At step 404, the controller 306 determines if the earpiece sensor 312 is activated and providing the indication that the communication device 100 is located adjacent to the user's head. If so, execution proceeds to step 414 where the display 106 is blanked. The indication that the communication device 100 is located adjacent to the user's head indicates that the display 106 is unnecessary and that battery life is extended by blanking the display. The blanking maintenance routine then ends at step 416. If at step 404, the earpiece sensor is not activated, execution continues at step 406.
At step 406, the controller 306 determines if the grips 120, 122 are grasped by the user. This is determined by examining the state of the switch 310. If the switch 310 is closed and providing the blanking control signal, the controller determines that one or both of the grips 120, 122 are still held and control proceeds to step 420 (FIG. 5). If the grips 120, 122 are not grasped, as indicated by the switch 310, control continues at step 408.
At step 408, the controller 306 determines if the communication device 100 is alerting. The communication device 100 alerts to indicate an incoming call or page. The alert takes the form of an audible tone such as an electronic ringing tone, vibration or other silent alert. If the communication device 100 is alerting, control proceeds to step 420. If not, execution continues at step 410.
At step 410, the controller determines if a valid key press has been received at the keypad 108. If so, the display should be illuminated and execution continues at step 420 (FIG. 5) for un-blanking the display. If no valid key press has been received, execution continues at step 412.
At step 412, the controller 306 determines if the blanking timer 317 has expired. If not, the routine ends at step 416. If the blanking timer 317 has expired, at step 414, the display 106 is blanked. Thus, the display 106 is blanked only if the earpiece sensor is activated or after testing blanking conditions such as grip sensor status and the blanking timer condition.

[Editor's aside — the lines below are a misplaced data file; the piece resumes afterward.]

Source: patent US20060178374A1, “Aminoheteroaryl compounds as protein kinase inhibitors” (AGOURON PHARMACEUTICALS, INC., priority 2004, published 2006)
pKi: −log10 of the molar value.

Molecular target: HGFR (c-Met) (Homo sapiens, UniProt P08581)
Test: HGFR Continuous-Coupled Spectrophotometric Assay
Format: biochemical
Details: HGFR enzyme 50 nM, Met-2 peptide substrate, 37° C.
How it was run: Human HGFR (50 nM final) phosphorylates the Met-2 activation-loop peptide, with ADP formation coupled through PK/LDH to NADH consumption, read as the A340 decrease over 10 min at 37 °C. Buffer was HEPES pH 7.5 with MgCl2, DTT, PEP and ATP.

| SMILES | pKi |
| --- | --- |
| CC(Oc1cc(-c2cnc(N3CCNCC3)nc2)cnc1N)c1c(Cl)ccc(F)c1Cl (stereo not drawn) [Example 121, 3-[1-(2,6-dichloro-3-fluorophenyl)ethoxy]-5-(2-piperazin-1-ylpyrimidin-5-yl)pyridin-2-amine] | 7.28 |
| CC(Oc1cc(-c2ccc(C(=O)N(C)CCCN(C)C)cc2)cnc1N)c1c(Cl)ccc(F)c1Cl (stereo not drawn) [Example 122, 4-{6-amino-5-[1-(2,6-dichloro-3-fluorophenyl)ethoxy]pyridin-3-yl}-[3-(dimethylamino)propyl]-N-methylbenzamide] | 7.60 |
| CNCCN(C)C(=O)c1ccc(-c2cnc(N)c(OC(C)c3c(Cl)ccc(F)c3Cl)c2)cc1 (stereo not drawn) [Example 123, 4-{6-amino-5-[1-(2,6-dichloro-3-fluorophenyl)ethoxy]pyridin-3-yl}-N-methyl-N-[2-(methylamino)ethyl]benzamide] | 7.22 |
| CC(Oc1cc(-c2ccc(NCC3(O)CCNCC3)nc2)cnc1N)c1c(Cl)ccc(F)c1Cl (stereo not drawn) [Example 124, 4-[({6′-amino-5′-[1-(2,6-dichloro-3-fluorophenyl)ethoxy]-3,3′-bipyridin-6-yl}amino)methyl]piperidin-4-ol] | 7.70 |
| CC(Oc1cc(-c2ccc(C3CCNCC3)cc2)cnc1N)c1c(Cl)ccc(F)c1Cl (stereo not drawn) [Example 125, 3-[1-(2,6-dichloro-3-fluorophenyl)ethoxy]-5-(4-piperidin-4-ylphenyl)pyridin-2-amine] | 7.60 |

FIG. 5 is a second flow diagram illustrating further operation of the communication device 100 of FIGS. 1-3 in accordance with the present invention. FIG. 5 shows a further portion of a blanking maintenance routine performed by the controller 306 (FIG. 3).
At step 420, the controller determines if the display 106 has been previously blanked to control supply of operating power from the battery 124 to the display 106. If the display 106 has not been blanked, execution continues at step 426. If the display has been blanked, at step 424 the display is un-blanked. Referring to FIG. 3, the controller 306 illuminates all LEDs appropriate for the current operating mode of the communication device 100. At step 426, the controller 306 resets the blanking timer 317 and starts the blanking timer 317. The routine ends at step 428.
As can be seen from the foregoing, the present invention provides a method and apparatus for controlling display blanking in a communication device such as a battery powered radiotelephone. The communication device includes a blanking timer which blanks the display a predetermined time after a key press. A switch detects when the communication device is in use. In response to this detection, the communication device maintains supply of operating power to the display, overriding the blanking timer. When a user is holding the communication device adjacent to the user's head, an earpiece sensor provides an indication of this condition. In response to the indication, the display is immediately blanked to conserve operating power in the battery.
While a particular embodiment of the present invention has been shown and described, modifications may be made. For example, the invention may be applied to any type of battery powered communication device. Also, any type of suitable sensors may be used, located in any appropriate place on the communication device, to detect if the user is grasping the communication device and if the communication device is located in an operation position, such as adjacent to the user's head. Still further, while the earpiece sensor is described herein as being associated with and located at the earpiece, the sensor may be located in any suitable location of the communication device. It is therefore intended in the appended claims to cover all such changes and modifications which fall within the true spirit and scope of the invention.
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|U.S. Classification||455/343.1, 340/7.32, 340/7.38, 455/574|
|International Classification||H04W52/02, H04B7/26, H04B1/38, H04M1/73|
|Cooperative Classification||H04W52/027, H04W52/0254, H04M2250/22, H04M2250/12, H04M1/0202|
|European Classification||H04W52/02T6A, H04M1/73|
|Aug 29, 1996||AS||Assignment|
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Effective date: 19960829
|Aug 22, 2002||FPAY||Fee payment|
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|Aug 23, 2006||FPAY||Fee payment|
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|Aug 24, 2010||FPAY||Fee payment|
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|Dec 13, 2010||AS||Assignment|
Owner name: MOTOROLA MOBILITY, INC, ILLINOIS
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Owner name: MOTOROLA MOBILITY LLC, ILLINOIS
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|Nov 20, 2014||AS||Assignment|
Owner name: GOOGLE TECHNOLOGY HOLDINGS LLC, CALIFORNIA